Founding the first honey shop in Britain is not the sort of thing most American actors would consider, but Hamill is not your average actor. He was born 40 years ago into a family which kept bees as a hobby in Orange County. A mere 250 hives you understand, but apparently bee-keeping is easier in California than Britain - all that orange, asparagus and pea blossom, mild winters and dry climate. However, feeling that bees were rather mundane, Hamill followed his creative instincts and opted for a theatrical career. Having studied Method acting in New York, he came to the Central School of Speech and Drama in London. English repertory followed, along with a few films and some West End productions, but work was intermittent. "I was going nuts with boredom, so I got a beehive for my garden in Battersea," he recalls. His neighbours proved a little prickly initially - after all, bees are hardly a regular urban pet - but Hamill's enthusiasm soon won them over. Honey bees, it seems, like London, with its flower-rich gardens and parks. If the garden flowers run a bit short, they just raid the local cemetery.
One hive led to another and, before long, he had 20 scattered around the Home Counties. Unlike most mass-produced honeys, Hamill's is made by spinning the liquid honey out of their combs. If the honey is of a particularly thick consistency, as with ling heather honey, he wraps it in muslin and cold-presses it. Most mass-produced honey is extracted by heat. This destroys many of its subtle volatile oils and gives it that slightly caramelised taste that catches you at the back of the throat.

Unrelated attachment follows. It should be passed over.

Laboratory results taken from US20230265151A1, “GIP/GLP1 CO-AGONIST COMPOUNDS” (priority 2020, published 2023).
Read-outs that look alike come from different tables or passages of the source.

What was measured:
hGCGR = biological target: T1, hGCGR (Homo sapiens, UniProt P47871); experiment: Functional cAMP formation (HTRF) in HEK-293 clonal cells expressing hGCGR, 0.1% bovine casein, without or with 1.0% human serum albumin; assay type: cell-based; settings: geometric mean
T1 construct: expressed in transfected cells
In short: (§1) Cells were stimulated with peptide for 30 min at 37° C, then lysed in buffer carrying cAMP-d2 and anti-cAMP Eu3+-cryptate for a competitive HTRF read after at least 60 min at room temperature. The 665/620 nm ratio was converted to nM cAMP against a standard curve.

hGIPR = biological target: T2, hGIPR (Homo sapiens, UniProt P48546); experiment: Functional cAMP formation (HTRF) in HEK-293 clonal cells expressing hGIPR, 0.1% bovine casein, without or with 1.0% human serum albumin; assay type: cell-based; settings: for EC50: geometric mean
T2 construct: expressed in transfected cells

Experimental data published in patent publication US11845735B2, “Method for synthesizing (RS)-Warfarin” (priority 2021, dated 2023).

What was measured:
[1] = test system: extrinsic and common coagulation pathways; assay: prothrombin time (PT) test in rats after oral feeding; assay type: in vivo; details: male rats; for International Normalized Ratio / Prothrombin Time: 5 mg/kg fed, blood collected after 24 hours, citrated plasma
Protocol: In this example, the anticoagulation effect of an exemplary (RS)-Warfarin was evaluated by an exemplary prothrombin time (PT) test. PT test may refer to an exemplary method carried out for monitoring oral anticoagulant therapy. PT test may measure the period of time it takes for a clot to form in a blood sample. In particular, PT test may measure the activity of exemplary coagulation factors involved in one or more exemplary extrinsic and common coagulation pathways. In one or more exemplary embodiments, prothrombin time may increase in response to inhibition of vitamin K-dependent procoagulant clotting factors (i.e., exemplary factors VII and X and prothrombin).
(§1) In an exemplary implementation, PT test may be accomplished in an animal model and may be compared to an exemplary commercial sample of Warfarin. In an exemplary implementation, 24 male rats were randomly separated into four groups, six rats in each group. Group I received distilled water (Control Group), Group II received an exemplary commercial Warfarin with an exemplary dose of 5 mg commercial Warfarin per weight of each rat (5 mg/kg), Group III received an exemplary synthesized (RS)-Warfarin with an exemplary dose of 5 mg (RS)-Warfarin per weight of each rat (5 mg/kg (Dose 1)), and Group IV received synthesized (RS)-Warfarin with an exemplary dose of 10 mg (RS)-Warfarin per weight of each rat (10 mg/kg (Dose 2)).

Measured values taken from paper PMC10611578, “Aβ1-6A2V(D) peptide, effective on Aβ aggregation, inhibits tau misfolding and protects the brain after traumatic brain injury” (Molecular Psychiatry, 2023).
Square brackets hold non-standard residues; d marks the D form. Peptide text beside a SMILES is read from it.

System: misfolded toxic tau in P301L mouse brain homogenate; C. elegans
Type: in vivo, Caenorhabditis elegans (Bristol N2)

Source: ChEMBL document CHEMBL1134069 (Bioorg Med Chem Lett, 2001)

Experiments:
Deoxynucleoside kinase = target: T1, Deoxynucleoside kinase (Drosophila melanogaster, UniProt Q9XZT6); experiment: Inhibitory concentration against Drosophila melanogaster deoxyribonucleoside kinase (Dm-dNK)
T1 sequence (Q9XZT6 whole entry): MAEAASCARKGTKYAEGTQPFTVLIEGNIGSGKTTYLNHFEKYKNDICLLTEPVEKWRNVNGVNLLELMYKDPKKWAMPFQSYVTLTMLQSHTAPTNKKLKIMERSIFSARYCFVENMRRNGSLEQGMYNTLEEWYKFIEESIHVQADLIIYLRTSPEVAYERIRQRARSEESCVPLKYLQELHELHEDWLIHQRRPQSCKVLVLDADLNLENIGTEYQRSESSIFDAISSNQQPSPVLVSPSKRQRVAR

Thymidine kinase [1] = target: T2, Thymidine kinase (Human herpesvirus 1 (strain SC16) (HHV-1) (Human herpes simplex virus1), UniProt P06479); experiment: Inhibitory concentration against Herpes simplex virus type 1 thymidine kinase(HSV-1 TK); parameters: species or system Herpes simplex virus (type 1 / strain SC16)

As obsession took hold, Hamill transported his bees around the country at night, so that they could collect their nectar from specially chosen flowers. Linden (lime) trees yielded pale golden liquid honey with a delicate fragrance, hawthorn blossom produced a superb aromatic honey and sweet chestnut flowers gave a slightly bitter taste. Honey was taking over his life, and his home.
Inevitably a shop had to be found. Aided by a friendly builder, who was paid in honey, James Hamill opened his first small shop in Battersea in 1991 with his German wife Ute. Despite the dire mutterings of locals, the shop thrived. Last autumn, they moved to new premises. Inside, a specially designed glass-plated hive dominates the shop. The bees fly in and out via a kind of drainpipe. Their constant humming unnerves his more timid visitors.
The Hamills have tried to capitalise on every aspect of honey bees: their shelves are filled with everything from silver honey pots to pollen tablets. You can even attend bee-keeping courses or arrange for his bees to appear in a film, provided he handles them. He now has 150 hives, but with his newly planted Surrey orchard of rare apple trees - Bee Heaven Farm - I suspect that more will follow. "I would love to collect apple blossom honey," he muses. "It should taste wonderful"
The Hive Honey Shop, 93 Northcote Road, London SW11 (0171-924 6233). Mail order is available with pounds 4.94 p&p. The next bee-keeping course (pounds 125) begins on 4 May.